Creating industry research partners

James Riley
Editorial Director

The University of Technology Sydney (UTS) is ramping its drive to improve the volume and intensity of collaborations with industry, as a result of lacklustre initiatives from government in this area.

“At government level, it has lost sight of the importance of [academic and industry] engagement and if we’re not seeing the direction we’d like to see from government, for example, then the onus is on institutions to get on and do it themselves,” UTS deputy vice-chancellor of innovation and enterprise Glenn Wightwick told

Glenn Wightwick: The UTS is upping its game in building successful industry-research partnerships

It comes as UTS hosts for the first time the University Industry Engagement Conference, an annual global forum brought together by the University of Industry Innovation Network (UIIN) and attended by some 500 industry leaders and researchers specialising in innovation and entrepreneurship from around the world. The event has previously been hosted by the University of Adelaide.

“We want to be associated with a conference like this because it’s a great example of industry and universities engaging, and it aligns with our direction [to develop collaboration partnerships with industry],” Mr Wightwick said.

Mr Wightwick said the aim of these engagements was to allow Australian universities and industry to ultimately ‘borrow’ ideas from others that can be commercialised and produced into tangible results.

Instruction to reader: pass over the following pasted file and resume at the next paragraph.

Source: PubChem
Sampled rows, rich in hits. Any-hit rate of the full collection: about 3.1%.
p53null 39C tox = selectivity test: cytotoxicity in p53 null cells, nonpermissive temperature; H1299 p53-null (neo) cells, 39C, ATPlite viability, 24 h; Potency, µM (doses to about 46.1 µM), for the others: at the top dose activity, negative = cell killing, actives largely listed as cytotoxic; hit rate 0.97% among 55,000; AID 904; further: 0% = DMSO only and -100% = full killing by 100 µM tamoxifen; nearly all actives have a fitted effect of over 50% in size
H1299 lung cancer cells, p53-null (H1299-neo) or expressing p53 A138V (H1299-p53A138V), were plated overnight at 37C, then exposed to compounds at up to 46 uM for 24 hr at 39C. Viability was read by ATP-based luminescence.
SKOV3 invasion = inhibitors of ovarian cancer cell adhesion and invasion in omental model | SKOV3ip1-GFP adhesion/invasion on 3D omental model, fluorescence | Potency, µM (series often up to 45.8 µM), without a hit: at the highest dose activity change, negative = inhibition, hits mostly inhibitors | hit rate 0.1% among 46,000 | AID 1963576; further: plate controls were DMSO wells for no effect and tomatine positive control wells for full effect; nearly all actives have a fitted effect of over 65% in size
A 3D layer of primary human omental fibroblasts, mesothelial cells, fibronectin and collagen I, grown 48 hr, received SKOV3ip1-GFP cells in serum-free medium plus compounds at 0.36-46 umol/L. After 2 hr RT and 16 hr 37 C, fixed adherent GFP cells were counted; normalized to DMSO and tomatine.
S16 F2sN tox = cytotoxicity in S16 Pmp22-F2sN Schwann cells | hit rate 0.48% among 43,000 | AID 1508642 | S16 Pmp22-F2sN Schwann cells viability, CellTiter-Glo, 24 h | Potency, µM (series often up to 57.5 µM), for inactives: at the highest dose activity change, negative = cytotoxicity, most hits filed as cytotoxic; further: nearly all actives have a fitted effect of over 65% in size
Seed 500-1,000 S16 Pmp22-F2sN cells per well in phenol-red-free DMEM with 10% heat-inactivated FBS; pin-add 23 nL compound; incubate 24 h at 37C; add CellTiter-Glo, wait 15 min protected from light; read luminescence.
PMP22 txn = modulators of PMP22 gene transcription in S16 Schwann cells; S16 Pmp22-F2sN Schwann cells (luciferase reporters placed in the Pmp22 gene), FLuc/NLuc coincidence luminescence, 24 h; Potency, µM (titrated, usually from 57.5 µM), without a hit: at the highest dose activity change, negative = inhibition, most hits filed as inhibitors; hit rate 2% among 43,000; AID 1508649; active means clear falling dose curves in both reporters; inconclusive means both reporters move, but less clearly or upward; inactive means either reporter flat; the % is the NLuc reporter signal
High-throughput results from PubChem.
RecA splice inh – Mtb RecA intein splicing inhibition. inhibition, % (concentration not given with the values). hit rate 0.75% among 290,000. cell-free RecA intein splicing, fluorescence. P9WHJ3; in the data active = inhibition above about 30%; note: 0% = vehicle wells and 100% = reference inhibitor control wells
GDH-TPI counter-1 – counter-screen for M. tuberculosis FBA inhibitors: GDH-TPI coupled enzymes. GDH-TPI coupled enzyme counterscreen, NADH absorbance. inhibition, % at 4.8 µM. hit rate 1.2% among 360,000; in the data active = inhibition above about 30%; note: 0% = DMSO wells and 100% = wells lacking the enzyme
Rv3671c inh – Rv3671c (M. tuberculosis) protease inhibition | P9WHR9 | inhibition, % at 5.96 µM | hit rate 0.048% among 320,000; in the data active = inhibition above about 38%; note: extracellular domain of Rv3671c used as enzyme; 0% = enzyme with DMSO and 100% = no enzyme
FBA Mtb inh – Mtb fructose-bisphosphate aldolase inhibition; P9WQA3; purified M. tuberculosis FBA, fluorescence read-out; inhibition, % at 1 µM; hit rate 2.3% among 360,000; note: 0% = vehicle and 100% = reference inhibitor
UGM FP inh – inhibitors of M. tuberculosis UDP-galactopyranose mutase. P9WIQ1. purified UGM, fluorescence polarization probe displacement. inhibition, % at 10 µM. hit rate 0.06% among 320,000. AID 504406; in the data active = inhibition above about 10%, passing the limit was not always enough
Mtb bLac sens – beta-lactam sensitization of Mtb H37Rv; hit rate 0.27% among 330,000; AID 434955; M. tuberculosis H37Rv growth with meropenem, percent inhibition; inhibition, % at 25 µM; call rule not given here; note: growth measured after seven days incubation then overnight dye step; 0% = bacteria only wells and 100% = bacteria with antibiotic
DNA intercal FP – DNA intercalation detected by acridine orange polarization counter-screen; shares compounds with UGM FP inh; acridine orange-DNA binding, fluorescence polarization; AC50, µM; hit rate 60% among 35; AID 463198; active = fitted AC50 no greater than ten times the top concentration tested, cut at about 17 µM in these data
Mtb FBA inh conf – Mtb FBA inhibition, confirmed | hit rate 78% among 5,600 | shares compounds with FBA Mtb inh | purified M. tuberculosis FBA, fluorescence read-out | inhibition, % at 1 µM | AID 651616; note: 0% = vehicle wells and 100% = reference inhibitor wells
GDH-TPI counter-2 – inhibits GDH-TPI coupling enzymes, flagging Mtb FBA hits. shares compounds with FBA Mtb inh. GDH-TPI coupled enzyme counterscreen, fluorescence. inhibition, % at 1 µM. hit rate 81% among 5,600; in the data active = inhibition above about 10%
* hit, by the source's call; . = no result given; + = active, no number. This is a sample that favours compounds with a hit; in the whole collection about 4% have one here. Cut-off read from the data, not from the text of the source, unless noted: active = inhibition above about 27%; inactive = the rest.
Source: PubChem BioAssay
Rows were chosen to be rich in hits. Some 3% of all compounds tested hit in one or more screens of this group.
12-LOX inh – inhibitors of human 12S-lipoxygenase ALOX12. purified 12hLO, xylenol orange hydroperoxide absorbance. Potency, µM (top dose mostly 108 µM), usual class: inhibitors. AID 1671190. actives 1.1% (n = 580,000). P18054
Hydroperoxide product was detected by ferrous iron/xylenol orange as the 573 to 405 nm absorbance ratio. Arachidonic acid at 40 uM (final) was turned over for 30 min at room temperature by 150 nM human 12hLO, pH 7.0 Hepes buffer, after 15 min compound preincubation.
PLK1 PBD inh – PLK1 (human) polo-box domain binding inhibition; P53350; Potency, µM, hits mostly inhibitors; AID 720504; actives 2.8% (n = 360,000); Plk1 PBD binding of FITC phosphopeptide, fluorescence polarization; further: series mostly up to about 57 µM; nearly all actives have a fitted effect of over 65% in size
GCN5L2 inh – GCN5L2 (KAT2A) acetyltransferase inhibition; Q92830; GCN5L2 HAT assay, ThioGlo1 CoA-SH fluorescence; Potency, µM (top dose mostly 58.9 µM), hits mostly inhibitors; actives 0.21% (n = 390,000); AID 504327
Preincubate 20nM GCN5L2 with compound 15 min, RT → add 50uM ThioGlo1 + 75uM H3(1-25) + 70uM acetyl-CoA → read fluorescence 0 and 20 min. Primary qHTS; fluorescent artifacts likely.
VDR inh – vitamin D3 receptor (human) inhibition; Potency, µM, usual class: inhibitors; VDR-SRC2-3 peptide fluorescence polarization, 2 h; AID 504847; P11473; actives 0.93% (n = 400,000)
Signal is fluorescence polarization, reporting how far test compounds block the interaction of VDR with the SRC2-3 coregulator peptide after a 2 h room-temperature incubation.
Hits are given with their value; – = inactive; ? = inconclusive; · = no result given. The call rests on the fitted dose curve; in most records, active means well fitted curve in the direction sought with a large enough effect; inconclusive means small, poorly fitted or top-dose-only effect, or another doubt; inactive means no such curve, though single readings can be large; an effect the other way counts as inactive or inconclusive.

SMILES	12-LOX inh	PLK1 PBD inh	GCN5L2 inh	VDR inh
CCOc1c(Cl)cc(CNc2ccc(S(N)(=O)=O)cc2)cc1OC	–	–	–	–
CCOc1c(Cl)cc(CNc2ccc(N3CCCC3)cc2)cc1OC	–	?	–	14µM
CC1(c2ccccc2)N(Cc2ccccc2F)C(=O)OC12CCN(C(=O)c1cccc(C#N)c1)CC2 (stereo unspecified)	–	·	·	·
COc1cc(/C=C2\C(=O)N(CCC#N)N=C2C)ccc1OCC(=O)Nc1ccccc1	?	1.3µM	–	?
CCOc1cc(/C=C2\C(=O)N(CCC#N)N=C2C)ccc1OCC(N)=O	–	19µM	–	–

“It’s a chance for us to directly pick up people’s ideas. It’s also about getting a sense of what other countries and geographies are doing,” he said.

“The sharing of those best practices and knowledge is really important. Of course, what we’re trying to achieve is done in the context of our economy, our rules, and our regulations and government policies.

“It allows us to look at all the similarities, contrast, what works, what doesn’t work, and what experience other people have had – and that’s really invaluable,” said Mr Wightwick.

But collaboration and commercialisation are not the only goals for UTS, Mr Wightwick said. “It’s not just about researching, it’s about students, it’s about solving problems, and it’s about helping to drive good policy.”

UTS has just taken over the building of what was previously home to tech startup incubator Fishburners as part of plans to develop its own technology precinct in Sydney’s inner-city suburb of Ultimo.

Mr Wightwick said 608 Harris Street, Ultimo would be converted into a co-working space for emerging startups created by the university’s own student entrepreneurs.

“We’re in the process of activating the space. We’ve got our innovation entrepreneurship team in a building just across the road, and we’re talking about creating a little precinct and taking over Ultimo,” he said.

“There are little laneways and cafes around there, and we want to open the doors up and let people in and out, which is part of getting that space activated.”

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